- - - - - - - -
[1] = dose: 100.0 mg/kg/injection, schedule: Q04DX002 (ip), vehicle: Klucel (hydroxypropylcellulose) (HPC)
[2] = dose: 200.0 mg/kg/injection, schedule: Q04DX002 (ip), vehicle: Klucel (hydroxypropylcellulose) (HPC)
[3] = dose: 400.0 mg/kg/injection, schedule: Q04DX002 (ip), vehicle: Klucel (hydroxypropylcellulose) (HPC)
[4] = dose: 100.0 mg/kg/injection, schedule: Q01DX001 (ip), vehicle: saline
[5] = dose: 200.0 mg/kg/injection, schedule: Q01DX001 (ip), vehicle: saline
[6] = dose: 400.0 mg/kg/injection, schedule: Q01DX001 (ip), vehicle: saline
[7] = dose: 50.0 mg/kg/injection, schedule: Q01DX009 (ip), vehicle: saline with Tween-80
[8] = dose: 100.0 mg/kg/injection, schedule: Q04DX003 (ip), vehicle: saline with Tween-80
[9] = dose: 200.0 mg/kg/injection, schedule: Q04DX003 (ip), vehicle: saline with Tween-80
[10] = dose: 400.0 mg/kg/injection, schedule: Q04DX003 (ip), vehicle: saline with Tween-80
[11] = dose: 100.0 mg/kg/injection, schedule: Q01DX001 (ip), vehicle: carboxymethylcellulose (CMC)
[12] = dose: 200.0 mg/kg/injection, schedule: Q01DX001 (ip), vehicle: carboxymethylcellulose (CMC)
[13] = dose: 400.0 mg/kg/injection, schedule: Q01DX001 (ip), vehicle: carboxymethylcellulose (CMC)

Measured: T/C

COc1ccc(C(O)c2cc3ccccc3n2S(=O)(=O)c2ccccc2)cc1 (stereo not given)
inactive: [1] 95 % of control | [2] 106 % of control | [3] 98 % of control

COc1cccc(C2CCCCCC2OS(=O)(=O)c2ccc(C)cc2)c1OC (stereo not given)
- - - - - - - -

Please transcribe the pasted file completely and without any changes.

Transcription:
[1] = dose: 100.0 mg/kg/injection, schedule: Q04DX002 (ip), vehicle: Klucel (hydroxypropylcellulose) (HPC)
[2] = dose: 200.0 mg/kg/injection, schedule: Q04DX002 (ip), vehicle: Klucel (hydroxypropylcellulose) (HPC)
[3] = dose: 400.0 mg/kg/injection, schedule: Q04DX002 (ip), vehicle: Klucel (hydroxypropylcellulose) (HPC)
[4] = dose: 100.0 mg/kg/injection, schedule: Q01DX001 (ip), vehicle: saline
[5] = dose: 200.0 mg/kg/injection, schedule: Q01DX001 (ip), vehicle: saline
[6] = dose: 400.0 mg/kg/injection, schedule: Q01DX001 (ip), vehicle: saline
[7] = dose: 50.0 mg/kg/injection, schedule: Q01DX009 (ip), vehicle: saline with Tween-80
[8] = dose: 100.0 mg/kg/injection, schedule: Q04DX003 (ip), vehicle: saline with Tween-80
[9] = dose: 200.0 mg/kg/injection, schedule: Q04DX003 (ip), vehicle: saline with Tween-80
[10] = dose: 400.0 mg/kg/injection, schedule: Q04DX003 (ip), vehicle: saline with Tween-80
[11] = dose: 100.0 mg/kg/injection, schedule: Q01DX001 (ip), vehicle: carboxymethylcellulose (CMC)
[12] = dose: 200.0 mg/kg/injection, schedule: Q01DX001 (ip), vehicle: carboxymethylcellulose (CMC)
[13] = dose: 400.0 mg/kg/injection, schedule: Q01DX001 (ip), vehicle: carboxymethylcellulose (CMC)

Measured: T/C

COc1ccc(C(O)c2cc3ccccc3n2S(=O)(=O)c2ccccc2)cc1 (stereo not given)
inactive: [1] 95 % of control | [2] 106 % of control | [3] 98 % of control

COc1cccc(C2CCCCCC2OS(=O)(=O)c2ccc(C)cc2)c1OC (stereo not given)